Editor’s note: This post originally appeared on the Indiana INTERNnet blog.
Step aside in-person interviews, video interviews are becoming increasingly popular in today’s workforce. This technologically-advanced method is a time and cost saver for interviewers and interviewees. You should treat it as a traditional in-person interview, but with a few variations for before and during the meeting.
In preparation, you should test the technology you’re going to use for the interview far in advance (at least a few hours before). The interviewer will send instructions for joining the meeting, this may include a phone number in place of using computer audio. There are many different options for video conferences, so familiarize yourself with the correct one and download the necessary software installation or updates. If you choose to use your computer’s audio or a headset, be sure to test the microphone and speakers.
Image is Everything
In addition to testing your computer’s microphone and speakers, you should check the functionality of the camera. If using a laptop, you may need to prop it up so the camera is more level with your face. Try setting a few books underneath the laptop to reach the appropriate height. Be sure to dress professionally (this is still an interview). They may only see from your shoulders and up, but your outfit could affect your attitude. Pajamas, while comfy, may make you sound too casual and unprofessional.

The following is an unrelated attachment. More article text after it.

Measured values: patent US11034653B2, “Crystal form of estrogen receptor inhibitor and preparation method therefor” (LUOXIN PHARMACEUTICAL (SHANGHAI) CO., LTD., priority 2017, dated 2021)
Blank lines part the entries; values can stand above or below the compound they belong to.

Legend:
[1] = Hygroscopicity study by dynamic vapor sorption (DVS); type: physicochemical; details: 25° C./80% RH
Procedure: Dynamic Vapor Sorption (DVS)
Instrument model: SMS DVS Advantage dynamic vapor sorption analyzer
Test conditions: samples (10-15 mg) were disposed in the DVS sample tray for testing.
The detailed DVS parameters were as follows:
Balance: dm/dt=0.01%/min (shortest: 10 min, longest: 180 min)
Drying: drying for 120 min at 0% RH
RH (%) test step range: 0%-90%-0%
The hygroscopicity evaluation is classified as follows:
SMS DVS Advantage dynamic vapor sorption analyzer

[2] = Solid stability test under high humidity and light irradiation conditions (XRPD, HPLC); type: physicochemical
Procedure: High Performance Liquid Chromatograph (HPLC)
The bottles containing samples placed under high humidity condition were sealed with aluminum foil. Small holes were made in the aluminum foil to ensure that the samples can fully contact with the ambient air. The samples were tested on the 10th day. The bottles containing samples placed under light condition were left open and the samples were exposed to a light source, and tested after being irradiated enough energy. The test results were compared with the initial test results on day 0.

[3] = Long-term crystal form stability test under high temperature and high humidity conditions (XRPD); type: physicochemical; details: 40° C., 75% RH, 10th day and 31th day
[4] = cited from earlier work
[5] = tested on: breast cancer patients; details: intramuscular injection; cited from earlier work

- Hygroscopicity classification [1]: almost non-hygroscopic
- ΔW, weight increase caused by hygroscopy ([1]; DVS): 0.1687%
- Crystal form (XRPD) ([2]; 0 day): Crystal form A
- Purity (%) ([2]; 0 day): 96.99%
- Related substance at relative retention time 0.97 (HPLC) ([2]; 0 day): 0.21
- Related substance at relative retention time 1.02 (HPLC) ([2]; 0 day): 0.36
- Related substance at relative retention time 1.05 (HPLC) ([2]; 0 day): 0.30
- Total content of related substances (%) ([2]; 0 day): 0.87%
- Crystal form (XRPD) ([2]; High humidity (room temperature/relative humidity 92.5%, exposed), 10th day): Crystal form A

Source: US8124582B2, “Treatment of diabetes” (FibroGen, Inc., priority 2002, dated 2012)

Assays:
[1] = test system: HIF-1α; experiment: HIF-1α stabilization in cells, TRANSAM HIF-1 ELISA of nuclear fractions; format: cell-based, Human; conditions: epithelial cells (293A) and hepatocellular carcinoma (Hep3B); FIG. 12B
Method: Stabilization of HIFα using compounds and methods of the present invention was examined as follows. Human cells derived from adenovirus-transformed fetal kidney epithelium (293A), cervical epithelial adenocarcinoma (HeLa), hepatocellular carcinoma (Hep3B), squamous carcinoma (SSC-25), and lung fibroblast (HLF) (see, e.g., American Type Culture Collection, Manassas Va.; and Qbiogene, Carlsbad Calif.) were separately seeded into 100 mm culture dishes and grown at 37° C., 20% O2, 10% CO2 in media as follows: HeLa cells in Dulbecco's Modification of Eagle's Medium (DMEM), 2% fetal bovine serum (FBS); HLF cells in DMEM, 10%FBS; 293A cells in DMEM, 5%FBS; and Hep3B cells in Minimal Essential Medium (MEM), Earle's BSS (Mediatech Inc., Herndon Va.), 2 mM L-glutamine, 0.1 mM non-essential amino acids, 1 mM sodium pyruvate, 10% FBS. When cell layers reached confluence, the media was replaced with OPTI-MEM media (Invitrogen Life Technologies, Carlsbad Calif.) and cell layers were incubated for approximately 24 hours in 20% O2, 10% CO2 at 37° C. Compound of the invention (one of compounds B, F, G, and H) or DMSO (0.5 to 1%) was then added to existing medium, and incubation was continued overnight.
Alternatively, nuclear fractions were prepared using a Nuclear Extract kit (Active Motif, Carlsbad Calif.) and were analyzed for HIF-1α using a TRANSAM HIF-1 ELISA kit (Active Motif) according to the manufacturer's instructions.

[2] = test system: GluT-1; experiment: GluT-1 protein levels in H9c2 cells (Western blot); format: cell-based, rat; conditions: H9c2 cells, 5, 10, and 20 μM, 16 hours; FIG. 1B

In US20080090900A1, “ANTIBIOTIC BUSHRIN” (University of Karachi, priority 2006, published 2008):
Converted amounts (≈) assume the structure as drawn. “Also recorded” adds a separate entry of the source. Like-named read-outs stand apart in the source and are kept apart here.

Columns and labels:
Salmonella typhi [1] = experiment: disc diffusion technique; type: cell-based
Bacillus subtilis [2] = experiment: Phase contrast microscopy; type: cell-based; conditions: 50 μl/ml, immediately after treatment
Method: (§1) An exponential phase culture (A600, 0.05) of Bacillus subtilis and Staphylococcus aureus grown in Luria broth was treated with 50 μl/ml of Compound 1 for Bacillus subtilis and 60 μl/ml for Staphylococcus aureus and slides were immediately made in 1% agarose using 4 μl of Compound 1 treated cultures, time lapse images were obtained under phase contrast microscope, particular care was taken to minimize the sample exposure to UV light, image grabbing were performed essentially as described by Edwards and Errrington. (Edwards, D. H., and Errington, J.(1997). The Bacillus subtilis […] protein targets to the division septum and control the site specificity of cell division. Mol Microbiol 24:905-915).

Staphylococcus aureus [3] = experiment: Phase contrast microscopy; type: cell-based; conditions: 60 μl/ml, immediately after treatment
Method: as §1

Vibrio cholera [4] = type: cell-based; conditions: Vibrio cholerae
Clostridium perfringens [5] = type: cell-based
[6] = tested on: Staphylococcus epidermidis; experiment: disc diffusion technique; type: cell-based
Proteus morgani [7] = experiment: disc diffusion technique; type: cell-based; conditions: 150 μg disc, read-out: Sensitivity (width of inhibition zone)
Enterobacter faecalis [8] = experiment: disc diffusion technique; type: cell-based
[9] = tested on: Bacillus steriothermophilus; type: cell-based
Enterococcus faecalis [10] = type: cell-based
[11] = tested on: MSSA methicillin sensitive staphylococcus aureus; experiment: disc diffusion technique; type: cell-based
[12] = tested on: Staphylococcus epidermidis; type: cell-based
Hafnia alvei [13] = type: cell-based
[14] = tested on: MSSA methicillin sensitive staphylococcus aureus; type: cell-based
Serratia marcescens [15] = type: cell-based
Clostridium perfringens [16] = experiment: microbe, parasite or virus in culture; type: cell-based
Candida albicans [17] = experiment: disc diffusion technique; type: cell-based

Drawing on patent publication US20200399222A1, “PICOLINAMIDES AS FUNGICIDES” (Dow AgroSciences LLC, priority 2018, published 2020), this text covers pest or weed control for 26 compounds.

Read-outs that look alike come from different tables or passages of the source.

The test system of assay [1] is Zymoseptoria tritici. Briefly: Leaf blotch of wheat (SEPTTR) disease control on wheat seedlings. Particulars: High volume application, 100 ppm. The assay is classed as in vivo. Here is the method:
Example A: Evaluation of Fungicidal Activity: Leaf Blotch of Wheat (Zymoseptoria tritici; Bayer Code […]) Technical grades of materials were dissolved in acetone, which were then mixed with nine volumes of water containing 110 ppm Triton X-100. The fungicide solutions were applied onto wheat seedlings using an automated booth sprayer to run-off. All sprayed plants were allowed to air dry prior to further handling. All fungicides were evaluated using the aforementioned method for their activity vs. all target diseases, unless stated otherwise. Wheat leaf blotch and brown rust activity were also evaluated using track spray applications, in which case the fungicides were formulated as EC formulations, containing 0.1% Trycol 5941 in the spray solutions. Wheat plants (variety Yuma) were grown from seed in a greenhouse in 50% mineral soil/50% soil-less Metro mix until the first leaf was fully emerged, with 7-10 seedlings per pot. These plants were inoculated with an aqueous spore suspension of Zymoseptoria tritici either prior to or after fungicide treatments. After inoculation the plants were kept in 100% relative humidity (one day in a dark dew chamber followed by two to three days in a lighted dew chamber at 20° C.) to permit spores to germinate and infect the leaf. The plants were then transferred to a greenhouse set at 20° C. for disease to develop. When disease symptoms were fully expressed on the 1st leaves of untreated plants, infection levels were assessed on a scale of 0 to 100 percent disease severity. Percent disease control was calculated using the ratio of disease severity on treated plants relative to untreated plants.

You should also be mindful of your surroundings. Find a quiet place without potential interruptions. A child or cat running into the room could be a big distraction.
Eye of the Interviewer
This is one of the most important and (somewhat) difficult pieces of the video interview. While the camera is usually located at the top of the laptop, the interviewer will be shown on the screen below forcing your eyes downward. It’s an unnatural feeling to focus your eyes on the camera instead of the person you’re talking to. You can try practicing with friends/family before the interview, or place arrows on either side of the camera as a reminder.
Note with Caution
Another benefit of video interviews is note taking without the interview seeing what you’re writing. Be sure to use caution, as you don’t want to appear too distracted. Come up with a few questions you want to ask about the position or company, and write it down. This way you won’t panic when it’s your time to ask questions.
(Still) Under Pressure
While you may feel more comfortable interviewing in your own environment, you should still do the normal prep work as you would for a traditional interview; research the company and its products/services, practice answers for typical interview questions, review the position description, etc.
Struggling to come up with your weaknesses is just as awkward in a video interview as it is in person.